Gate Keeper


... an organization of developers has formed, in a corporate or social context scrutinized by peers, funders, customers, and other "outsiders."
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A project must develop good interfaces with the many outsiders with whom it interacts, or with whom it should interact.

Most software development professionals — particularly programmers — are more comfortable interacting with their software and working with technology than working with people. Yet isolationism doesn't work: information flow is important. On the other hand, communication has a cost: communication overhead goes up non-linearly with the number of external collaborators. That wouldn't be so bad if so many interruptions weren't noise. And an organization should be in control of its external interactions rather than letting the external interactions control it; that is a hallmark of organizational maturity.


One project member, a PublicCharacter with an engaging personality, rises to the role of GateKeeper. This person disseminates leading-edge and fringe information from outside the project to project members, "translating" it into terms relevant to the project. The GateKeeper may also "leak" project information to relevant outsiders.

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This role can also manage the development interface to marketing and to the corporate control structure.
This pattern provides balance for the pattern FireWalls, and complements the pattern EngageCustomers (to the degree Customers are still viewed as outsiders).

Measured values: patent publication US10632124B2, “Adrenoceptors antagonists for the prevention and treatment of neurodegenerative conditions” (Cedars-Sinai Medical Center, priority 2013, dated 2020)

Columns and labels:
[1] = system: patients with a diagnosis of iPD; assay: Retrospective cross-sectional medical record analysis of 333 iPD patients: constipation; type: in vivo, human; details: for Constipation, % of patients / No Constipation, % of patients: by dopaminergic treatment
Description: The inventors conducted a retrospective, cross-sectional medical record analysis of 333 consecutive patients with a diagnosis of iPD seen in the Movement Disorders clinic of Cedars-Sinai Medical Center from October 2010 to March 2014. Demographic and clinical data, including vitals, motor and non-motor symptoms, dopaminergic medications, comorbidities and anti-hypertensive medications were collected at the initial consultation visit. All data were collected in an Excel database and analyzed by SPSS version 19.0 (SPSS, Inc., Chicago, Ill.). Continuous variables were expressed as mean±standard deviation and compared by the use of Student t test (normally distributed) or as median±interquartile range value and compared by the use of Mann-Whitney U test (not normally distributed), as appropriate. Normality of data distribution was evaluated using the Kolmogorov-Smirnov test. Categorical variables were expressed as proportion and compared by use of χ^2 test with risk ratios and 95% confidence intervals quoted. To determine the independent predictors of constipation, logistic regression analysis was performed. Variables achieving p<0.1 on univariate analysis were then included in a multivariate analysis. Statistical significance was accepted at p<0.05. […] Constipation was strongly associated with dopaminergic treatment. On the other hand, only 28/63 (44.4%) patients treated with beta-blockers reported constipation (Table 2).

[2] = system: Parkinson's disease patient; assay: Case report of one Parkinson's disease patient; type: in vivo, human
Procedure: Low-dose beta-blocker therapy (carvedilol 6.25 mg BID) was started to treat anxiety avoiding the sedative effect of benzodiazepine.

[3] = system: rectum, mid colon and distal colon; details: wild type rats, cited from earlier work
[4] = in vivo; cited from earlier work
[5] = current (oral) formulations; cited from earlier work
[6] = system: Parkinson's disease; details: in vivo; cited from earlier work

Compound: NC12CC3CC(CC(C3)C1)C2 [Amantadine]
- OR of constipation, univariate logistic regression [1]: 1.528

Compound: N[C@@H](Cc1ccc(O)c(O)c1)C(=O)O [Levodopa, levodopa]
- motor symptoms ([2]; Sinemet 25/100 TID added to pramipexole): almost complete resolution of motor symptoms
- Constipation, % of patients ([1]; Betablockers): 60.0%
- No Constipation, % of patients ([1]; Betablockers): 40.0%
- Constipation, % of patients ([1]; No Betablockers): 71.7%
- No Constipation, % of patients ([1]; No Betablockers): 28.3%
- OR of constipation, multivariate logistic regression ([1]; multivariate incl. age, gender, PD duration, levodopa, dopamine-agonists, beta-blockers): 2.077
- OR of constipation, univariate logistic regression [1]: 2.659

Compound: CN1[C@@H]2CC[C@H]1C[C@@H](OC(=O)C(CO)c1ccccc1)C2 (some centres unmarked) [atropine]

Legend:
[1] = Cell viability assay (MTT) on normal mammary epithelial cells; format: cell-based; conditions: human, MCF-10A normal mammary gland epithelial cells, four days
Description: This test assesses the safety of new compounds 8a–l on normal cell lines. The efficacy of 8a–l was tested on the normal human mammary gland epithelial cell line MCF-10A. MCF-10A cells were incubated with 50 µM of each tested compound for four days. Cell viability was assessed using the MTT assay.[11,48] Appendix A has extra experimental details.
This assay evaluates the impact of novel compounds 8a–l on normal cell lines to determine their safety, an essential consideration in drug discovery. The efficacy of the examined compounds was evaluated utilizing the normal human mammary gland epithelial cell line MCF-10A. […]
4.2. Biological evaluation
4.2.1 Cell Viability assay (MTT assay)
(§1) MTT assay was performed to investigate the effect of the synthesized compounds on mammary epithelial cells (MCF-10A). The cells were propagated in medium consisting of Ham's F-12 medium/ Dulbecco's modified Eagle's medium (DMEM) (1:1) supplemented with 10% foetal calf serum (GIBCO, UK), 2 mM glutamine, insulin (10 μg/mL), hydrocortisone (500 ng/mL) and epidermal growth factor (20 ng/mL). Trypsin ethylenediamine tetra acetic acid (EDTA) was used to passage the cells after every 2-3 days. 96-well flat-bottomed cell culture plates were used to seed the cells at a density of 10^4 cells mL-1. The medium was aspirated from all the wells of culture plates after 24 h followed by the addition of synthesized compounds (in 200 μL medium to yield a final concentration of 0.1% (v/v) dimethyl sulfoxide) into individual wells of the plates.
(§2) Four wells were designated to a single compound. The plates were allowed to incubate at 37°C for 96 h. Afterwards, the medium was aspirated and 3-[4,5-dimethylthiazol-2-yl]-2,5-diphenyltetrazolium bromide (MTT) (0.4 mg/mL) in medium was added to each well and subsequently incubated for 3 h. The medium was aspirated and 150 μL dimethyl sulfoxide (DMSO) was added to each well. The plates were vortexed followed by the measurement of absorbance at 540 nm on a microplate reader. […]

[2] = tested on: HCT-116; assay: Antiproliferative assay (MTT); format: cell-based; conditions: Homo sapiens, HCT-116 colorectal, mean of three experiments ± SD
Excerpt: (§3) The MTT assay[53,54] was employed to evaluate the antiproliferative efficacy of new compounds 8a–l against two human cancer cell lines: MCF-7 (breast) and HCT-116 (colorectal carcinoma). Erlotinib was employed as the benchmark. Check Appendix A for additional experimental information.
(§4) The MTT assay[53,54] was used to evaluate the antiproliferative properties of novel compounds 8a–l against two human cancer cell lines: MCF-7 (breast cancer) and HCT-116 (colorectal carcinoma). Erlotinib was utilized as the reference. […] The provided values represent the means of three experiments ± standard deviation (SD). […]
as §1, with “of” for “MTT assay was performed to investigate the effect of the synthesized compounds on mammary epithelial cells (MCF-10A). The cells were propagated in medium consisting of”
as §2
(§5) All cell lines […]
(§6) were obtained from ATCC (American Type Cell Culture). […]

GateKeeper and FireWalls alone are insufficient to protect developers in an organization whose culture allows marketing to drive development schedules. This role can be made explicit in large projects whose budget and staffing profiles support funding and support for such a role. But the role can also thrive informally in the margins.

GateKeeper is a pattern that facilitates effective flow of useful information; on the other hand, the FireWalls role restricts flow of detracting information. As described in FireWalls, a self-serving person who works their way into this role can do much damage. It is probably healthier for the organization if this role is filled by someone who is not part of the management establishment, because it is more likely that peer support will sustain that person in the role, and it is more likely that the person will remain responsive to his or her constituencies. But respected managers also make great GateKeepers.

The GateKeeper pattern has empirical value. In the discussion of this pattern at PLoP/94, many of the reviewers noted that creating a GateKeeper role had served their organizations well.

Engineers are lousy communicators as a lot; it's important to leverage the communication abilities of an effective communicating engineer when one is found.

Alexander notes that while it is important to build subcultures in a society (as we are building a subculture here in the framework of a company, or of the software industry as a whole), such a subculture should not be closed (MosaicOfSubcultures, [BibRef-Alexander1977], ff. 42); also, cp. Alexander's pattern MainGateways ([BibRef-Alexander1977], ff. 276).

One might muse that the GateKeeper takes an outsider through any rites of passage necessary for more intimate access to the development team, by analogy to Alexander's EntranceTransition ([BibRef-Alexander1977], ff. 548). GateKeeper can serve the role of "pedagogue" as in Alexander's pattern NetworkOfLearning ([BibRef-Alexander1977], ff. 99).

Joe Maranzano (personal interview, 1992) notes that the same person often must fill both the ManagerRole and GateKeeper roles, because of the relationships to external people who need the info.

If the GateKeeper function starts taking on an aura of stability and legitimacy in its own right, it might point to the fact that there are key business issues that cut across the existing organizations. Look at FunctionOwnerAndComponentOwner, as well as UpsideDownMatrixManagement, as solutions that broaden the GateKeeper function to organizational scope.